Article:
Turkey, Iran put rivalries aside as Gaza conflict provides common ground

By Dorian Jones - RFI
Turkey  Foreign Ministry of Trkiye
© Foreign Ministry of Türkiye

Iran's Foreign Minister visited the Turkish capital this week amid growing regional rivalry as Ankara seeks to expand its influence from the Caucasus to Central Asia. But the conflict in the Middle East is, for now, providing some common ground.

At a press conference in Ankara on Wednesday, Iranian Foreign Minister Hossein Amir Abdollahian and his Turkish counterpart, Hakan Fidan, jointly condemned Israel for its ongoing assault on Gaza. They also called for a regional conference to end the fighting.

The Israel-Hamas conflict provides a shared interest as Ankara increasingly challenges Iran's regional influence.

"Turkey is trying to connect itself with Central Asia ... it's not a secret. So there is a simmering tension between Turkey and Iran," explains Ilhan Uzgel, an international relations analyst for the Kisa Dalga news portal.

"It's kind of postponed because the attention moved to the Middle East again. But we are going to see it more and more in the years ahead."

Turkish President Recep Tayyip Erdogan is working to strengthen relations with energy-rich Turkmenistan and Kazakhstan.

On Friday, he visited the Kazakh capital, Astana, meeting with Central Asian leaders at a Turkic nations summit.

The visit follows French President Emmanuel Macron's visit to Astana on Wednesday as competition heats up for influence and lucrative contracts.

The Turkish leader also recently mended ties with Saudi Arabia, which is Iran's arch rival.

The Azerbaijan situation

All moves will likely stoke Iranian fears of being encircled by Turkey. Still, it's Turkey's deepening military ties with Azerbaijan – which has close relations with Israel – that is causing the biggest concern.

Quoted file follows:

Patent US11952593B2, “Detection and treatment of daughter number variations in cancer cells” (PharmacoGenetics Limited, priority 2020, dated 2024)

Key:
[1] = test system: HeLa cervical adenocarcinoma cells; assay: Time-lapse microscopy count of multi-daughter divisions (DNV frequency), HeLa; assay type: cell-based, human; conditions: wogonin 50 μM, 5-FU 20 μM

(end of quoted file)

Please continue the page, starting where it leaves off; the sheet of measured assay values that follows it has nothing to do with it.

"In Azerbaijan ... Israel has a very strong influence now in Baku," says Mehmet Ogutcu of the London Energy Club.

"They [Israel] think that this is part of the Israeli containment strategy, which is not wrong. And therefore, I think Turkey and Iran are not on good terms."

In September, Azerbaijan – backed militarily by Turkey – ousted ethnic Armenians from the contested Nagorno-Karabakh enclave. Tehran strongly supports Yerevan, but ahead of Baku's attack, Turkish Foreign Minister Fidan warned Iran to stay out of any conflict.

Azerbaijan's victory is widely seen not only as a loss for Yerevan but also for Tehran, weakening its influence while boosting Israel's foothold in the region.

"Israelis have been cooperating with Azerbaijan to do lots of things in Iran, which has made Tehran furious," explains Soli Ozel of Istanbul's Kadir Has University.

Ozel warns that Azeri President Ilham Aliyev's victory is also stoking Iranian fears about its Azerbaijani minority. 

"Iran does have a significant Azeri population ... I am sure they do have nationalist tendencies, and Aliyev today appears as a hero because the Azeris for once won the war," Ozel said.

"I think the Iranians are concerned that the appeal of what Azerbaijani nationalists call northern Azerbaijan may be increasing for their own population, who are unhappy living under their Islamic republic, probably for economic and social reasons."

Common ground ... For now

During last year's nationwide Iranian protests, Aliyev – in a televised address – vowed to protect Azeris both in Azerbaijan and Iran.

Azerbaijan and Iran have recently held military exercises close to their shared border.

Two years ago, Ankara signed an alliance with Baku, committing it to defending Azerbaijan in the event of war.

Pointing to a map of the Caucasus, Mesut Casin, a presidential advisor at Istanbul's Yeditepe University declared: "Iran fought with the Turks more than 16 times." 

"The Iranians, if challenged or use force against Azerbaijan, Turkey is ready to support Azerbaijan against Iran. This is absolutely 100 percent determination of Turkey," Casin told RFI.

But Ankara and Tehran have found common ground in uniting to oppose Israel's Gaza assault. For now.

With the Caucasus remaining tense and Erdogan continuing his bid to court Central Asian leaders with his latest visit to Kazakhstan, observers predict bilateral tensions will likely escalate as Iran and Turkey compete for regional influence.